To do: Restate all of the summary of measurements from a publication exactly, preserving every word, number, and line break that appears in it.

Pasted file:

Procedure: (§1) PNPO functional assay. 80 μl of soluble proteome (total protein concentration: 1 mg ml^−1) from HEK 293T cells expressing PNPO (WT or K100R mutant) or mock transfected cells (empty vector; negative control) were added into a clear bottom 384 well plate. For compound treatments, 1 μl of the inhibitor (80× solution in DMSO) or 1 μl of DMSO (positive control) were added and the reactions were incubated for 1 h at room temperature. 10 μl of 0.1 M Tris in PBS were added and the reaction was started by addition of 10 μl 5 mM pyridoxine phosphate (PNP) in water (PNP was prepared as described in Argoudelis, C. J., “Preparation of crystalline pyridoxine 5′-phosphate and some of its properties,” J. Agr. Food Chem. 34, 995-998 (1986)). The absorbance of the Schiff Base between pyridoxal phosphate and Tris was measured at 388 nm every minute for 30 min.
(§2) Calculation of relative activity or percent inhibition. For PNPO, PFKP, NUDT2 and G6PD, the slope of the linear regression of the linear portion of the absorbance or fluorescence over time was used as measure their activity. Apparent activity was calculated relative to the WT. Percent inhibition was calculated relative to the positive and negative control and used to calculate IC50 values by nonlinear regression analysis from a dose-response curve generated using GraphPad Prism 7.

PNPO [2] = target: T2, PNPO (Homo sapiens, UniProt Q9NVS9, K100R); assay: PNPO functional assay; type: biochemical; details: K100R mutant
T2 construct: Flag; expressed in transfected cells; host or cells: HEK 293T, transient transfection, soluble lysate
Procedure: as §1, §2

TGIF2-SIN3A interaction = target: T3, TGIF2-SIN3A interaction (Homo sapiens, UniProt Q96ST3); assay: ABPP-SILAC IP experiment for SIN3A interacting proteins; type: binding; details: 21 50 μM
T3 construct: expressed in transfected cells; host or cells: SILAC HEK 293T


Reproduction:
Procedure: (§1) PNPO functional assay. 80 μl of soluble proteome (total protein concentration: 1 mg ml^−1) from HEK 293T cells expressing PNPO (WT or K100R mutant) or mock transfected cells (empty vector; negative control) were added into a clear bottom 384 well plate. For compound treatments, 1 μl of the inhibitor (80× solution in DMSO) or 1 μl of DMSO (positive control) were added and the reactions were incubated for 1 h at room temperature. 10 μl of 0.1 M Tris in PBS were added and the reaction was started by addition of 10 μl 5 mM pyridoxine phosphate (PNP) in water (PNP was prepared as described in Argoudelis, C. J., “Preparation of crystalline pyridoxine 5′-phosphate and some of its properties,” J. Agr. Food Chem. 34, 995-998 (1986)). The absorbance of the Schiff Base between pyridoxal phosphate and Tris was measured at 388 nm every minute for 30 min.
(§2) Calculation of relative activity or percent inhibition. For PNPO, PFKP, NUDT2 and G6PD, the slope of the linear regression of the linear portion of the absorbance or fluorescence over time was used as measure their activity. Apparent activity was calculated relative to the WT. Percent inhibition was calculated relative to the positive and negative control and used to calculate IC50 values by nonlinear regression analysis from a dose-response curve generated using GraphPad Prism 7.

PNPO [2] = target: T2, PNPO (Homo sapiens, UniProt Q9NVS9, K100R); assay: PNPO functional assay; type: biochemical; details: K100R mutant
T2 construct: Flag; expressed in transfected cells; host or cells: HEK 293T, transient transfection, soluble lysate
Procedure: as §1, §2

TGIF2-SIN3A interaction = target: T3, TGIF2-SIN3A interaction (Homo sapiens, UniProt Q96ST3); assay: ABPP-SILAC IP experiment for SIN3A interacting proteins; type: binding; details: 21 50 μM
T3 construct: expressed in transfected cells; host or cells: SILAC HEK 293T